Exchange aggregator 1inch released a new tool called “Rabbithole” on Nov. 25 that the company says will protect traders from malicious “sandwich attacks.” The team announced the launch of the tool in a press release made available to Cointelegraph.
Rabbithole works by allowing users to send transactions directly to Ethereum nodes, bypassing the mempool. In order to use it, users need to change the Remote Procedure Call (RPC) endpoint in their cryptocurrency wallet. After that, every swap initiated via 1inch will be analyzed by the private TX routing algorithm developed by the 1inch team and then sent directly to the validators if there is a possibility of a sandwich attack.
According to the press release, the “sandwich attack” is a species running cryptographic fonts which consists of three steps:
- The attacker scans the mempool of the blockchain until it finds a transaction with a high value
- A transaction is sent to pre-trigger the victim’s purchase, and a higher gas is paid to ensure that the attacker’s transaction is processed before the victim’s. This early transaction pumps up the price of the coin to be purchased, causing the victim to pay more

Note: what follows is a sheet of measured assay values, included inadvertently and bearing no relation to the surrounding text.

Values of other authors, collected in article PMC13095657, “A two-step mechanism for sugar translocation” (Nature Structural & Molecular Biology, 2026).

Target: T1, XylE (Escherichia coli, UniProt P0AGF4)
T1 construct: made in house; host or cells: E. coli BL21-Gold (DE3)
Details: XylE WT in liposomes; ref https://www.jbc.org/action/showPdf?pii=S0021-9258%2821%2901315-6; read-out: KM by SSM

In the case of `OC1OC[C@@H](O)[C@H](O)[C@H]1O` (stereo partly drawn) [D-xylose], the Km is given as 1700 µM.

- After the victim’s transaction is processed, the attacker sends a second transaction that sells their coins, pocketing the difference in price.
This type of attack is so named because it “stacks” the victim’s transaction between two transactions entered by the attacker.
According to a TarLogic report titled “Tracking Ether Blockchain Crypto Attackers: Measuring Sandwich Attacks,” more than 60,000 Ether (ETH) was lost in sandwich attacks from May 2020 to April 2022 – worth over $72,000,000 at the time of publication.
The crypto R&D team, Flashbots, previously released a python library that allowed users to send transactions directly to nodes. However, this library can only be used in a development environment. According to 1inch, Rabbithole is a library that works similar to Flashbots, but also includes a user-friendly frontend for users.
The Rabbithole is the latest in a series of upgrades to the 1-in decentralized exchange (DEX) aggregator. In August 2021, the team launched the Ethereum Layer 2 version on optimism and in November 2021, new network router to optimize gas costs.